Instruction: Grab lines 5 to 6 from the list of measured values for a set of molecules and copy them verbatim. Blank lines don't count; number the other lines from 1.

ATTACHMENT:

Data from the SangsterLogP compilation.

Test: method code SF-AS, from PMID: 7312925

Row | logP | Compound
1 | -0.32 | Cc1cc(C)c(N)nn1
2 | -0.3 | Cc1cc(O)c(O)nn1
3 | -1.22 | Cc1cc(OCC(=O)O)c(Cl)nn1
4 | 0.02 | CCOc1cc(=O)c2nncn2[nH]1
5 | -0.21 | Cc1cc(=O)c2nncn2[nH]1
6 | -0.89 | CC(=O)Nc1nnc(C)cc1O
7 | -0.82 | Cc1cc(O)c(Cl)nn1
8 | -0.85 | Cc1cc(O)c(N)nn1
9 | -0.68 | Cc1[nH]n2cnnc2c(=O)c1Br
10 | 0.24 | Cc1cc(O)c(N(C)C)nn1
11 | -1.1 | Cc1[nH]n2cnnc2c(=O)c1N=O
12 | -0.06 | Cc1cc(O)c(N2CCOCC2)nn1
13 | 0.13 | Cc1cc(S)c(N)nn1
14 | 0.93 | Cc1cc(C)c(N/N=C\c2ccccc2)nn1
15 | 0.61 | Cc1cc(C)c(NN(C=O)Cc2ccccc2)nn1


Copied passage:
2 | -0.3 | Cc1cc(O)c(O)nn1
3 | -1.22 | Cc1cc(OCC(=O)O)c(Cl)nn1